When modern electric vehicles first hit the scene, they were considered a novelty by some and the future by others. They certainly weren't being received the way they are today, especially with the increased interest from the general public in going green.
"Electric vehicle" is an umbrella term for hybrid electric vehicles, plug-in hybrid electric vehicles and battery-electric vehicles, and while they aren't actually a new concept, the industry has made major advancements in recent years.
Despite the global pandemic and economic fallout of 2020, electric vehicles vastly increased in sales and overall popularity, according to McKinsey & Company. Although car sales were down around the world, global sales of electric vehicles were up. The actual number of sales still pale in comparison to the number of gas-powered vehicle sales, but the numbers are climbing nonetheless.
Research by McKinsey attributes the boost in sales to a few things. One of which was President Joe Biden's endorsement of electric vehicles when he set the following goal: that electric vehicles would account for 50% of new-car sales by the year 2030. Although by McKinsey & Company's research, they predict that electric vehicles will exceed that goal before 2030. The goal is rooted in tackling the climate crisis, and hand-in-hand with new emissions standards and fuel efficiency, aims to save money and cut pollution. Tax benefits reaped by electric vehicle owners are another plus that helps to boost sales.
Purchasing an electric vehicle is a particularly effective way that one individual person can help the environment. So for those who are looking to reduce their carbon footprint, it is particularly appealing. (Yes, this even takes into account the electric charging necessary for these kinds of automobiles).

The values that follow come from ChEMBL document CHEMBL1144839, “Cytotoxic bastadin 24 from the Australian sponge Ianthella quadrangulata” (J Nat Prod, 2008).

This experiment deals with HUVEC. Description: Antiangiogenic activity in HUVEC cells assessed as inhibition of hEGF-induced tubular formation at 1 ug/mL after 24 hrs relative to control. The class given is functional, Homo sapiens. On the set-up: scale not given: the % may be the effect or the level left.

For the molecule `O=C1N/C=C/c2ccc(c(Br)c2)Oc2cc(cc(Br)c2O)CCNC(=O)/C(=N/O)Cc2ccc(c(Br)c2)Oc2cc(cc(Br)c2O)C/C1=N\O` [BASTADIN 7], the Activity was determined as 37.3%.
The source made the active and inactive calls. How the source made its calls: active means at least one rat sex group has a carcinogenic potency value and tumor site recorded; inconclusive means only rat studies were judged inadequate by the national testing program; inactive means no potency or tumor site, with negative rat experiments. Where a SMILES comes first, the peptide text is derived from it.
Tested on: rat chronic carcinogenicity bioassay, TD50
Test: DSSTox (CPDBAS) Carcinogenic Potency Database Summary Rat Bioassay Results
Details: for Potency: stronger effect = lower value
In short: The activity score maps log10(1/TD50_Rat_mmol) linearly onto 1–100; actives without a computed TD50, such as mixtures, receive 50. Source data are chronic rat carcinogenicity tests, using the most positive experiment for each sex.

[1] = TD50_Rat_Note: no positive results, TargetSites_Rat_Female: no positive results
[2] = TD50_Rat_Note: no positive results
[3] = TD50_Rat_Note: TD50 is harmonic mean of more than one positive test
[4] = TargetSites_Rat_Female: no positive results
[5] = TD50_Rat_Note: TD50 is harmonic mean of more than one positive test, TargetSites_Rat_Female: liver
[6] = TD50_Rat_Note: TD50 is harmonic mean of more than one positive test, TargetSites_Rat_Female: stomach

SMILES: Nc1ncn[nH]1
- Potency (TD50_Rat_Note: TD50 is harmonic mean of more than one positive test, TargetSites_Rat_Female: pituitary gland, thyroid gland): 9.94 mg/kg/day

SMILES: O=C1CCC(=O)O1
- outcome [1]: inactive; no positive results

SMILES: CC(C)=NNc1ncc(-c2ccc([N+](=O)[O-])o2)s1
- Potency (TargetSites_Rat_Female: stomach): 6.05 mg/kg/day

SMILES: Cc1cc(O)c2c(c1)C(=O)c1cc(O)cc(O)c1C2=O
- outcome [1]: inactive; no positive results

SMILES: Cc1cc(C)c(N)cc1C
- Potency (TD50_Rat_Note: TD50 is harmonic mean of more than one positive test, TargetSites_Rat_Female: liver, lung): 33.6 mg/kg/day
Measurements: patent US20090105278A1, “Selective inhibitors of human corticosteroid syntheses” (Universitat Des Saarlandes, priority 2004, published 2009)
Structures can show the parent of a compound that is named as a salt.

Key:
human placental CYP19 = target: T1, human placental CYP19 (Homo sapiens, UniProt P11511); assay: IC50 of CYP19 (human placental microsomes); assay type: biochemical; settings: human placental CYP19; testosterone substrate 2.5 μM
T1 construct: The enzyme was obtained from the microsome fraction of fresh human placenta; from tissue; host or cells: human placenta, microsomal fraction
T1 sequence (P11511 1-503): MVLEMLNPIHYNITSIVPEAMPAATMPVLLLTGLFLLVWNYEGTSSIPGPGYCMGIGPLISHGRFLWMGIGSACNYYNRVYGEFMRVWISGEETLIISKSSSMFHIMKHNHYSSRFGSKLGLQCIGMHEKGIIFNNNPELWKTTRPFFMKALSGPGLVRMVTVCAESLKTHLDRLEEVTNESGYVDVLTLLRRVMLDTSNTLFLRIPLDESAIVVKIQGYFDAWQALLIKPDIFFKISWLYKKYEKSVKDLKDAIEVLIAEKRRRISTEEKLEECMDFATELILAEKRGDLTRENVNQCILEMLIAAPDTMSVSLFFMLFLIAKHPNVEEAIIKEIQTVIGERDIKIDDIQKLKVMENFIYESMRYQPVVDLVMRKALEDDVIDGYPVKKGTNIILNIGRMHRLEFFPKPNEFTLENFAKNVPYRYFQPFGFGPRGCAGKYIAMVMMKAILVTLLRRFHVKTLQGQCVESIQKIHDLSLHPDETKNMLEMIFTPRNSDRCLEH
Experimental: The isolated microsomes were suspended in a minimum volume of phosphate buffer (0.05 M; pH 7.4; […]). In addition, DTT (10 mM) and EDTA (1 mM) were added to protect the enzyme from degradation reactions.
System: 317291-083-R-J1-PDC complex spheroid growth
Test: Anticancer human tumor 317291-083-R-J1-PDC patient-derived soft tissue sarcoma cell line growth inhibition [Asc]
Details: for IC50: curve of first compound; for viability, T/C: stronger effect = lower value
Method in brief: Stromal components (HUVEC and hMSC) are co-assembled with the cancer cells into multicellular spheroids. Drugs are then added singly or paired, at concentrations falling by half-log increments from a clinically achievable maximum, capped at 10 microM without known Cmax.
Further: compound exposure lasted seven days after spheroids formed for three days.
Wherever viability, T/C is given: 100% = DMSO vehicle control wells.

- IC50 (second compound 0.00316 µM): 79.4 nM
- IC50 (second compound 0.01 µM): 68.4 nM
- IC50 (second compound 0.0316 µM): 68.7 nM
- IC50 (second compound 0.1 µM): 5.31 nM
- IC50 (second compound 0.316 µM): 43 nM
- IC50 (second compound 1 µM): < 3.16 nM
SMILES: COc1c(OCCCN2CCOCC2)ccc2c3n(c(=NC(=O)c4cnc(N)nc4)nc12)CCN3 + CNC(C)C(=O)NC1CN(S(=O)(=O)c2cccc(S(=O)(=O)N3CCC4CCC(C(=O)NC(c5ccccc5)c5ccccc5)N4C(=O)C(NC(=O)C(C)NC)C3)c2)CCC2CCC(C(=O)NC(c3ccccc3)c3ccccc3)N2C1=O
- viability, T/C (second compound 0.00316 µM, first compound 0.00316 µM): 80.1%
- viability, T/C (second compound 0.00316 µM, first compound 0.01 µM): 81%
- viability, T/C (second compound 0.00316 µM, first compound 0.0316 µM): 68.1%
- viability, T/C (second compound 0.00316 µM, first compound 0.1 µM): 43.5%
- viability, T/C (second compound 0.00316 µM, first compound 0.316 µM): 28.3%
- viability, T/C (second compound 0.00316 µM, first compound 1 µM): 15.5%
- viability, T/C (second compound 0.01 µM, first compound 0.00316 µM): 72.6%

They aren't necessarily accessible for everyone in the general public, however. Electric vehicles are still more expensive to produce because of the cost of batteries and electric motors, along with the costs associated with production. With time, however, the cost will come down. The McKinsey report also predicts that the value of electric cars will depreciate more slowly than the value of gas-powered vehicles. This can be attributed to the long-term battery performance and isn't necessarily the case in today's age, but with time it's likely to become the norm. Plus, the electric cars last longer because they can put on more mileage, so they naturally have longer life spans.
In the meantime, the interest remains there by the general population even though the cost is prohibitive, considering that the sales of electric vehicles grew 150% in the first five months of 2021 compared to 2020, according to AAA. AAA also reported that a recent survey showed that 96% of electric vehicle owners would either buy or lease an electric vehicle again the next time they're looking for a car.
While there are higher upfront costs, the price of owning an electric vehicle is lower than a gas-operated vehicle because of the tax credits. Another barrier is the charging stations. They aren't necessarily available just anywhere, and they do take a lot of electricity to charge, so unless someone is in a single-family home that they own, the chances of having a charging port are low. Outside of the home, the public infrastructure is not centered around electric vehicles and therefore can be limiting.
Despite these challenges or barriers, the sales of electric vehicles continue to climb. People who are able to get past the upfront cost and other barriers of owning an electric or hybrid vehicle are becoming more interested in the trend, and in turn, converting themselves to electric-vehicle drivers.
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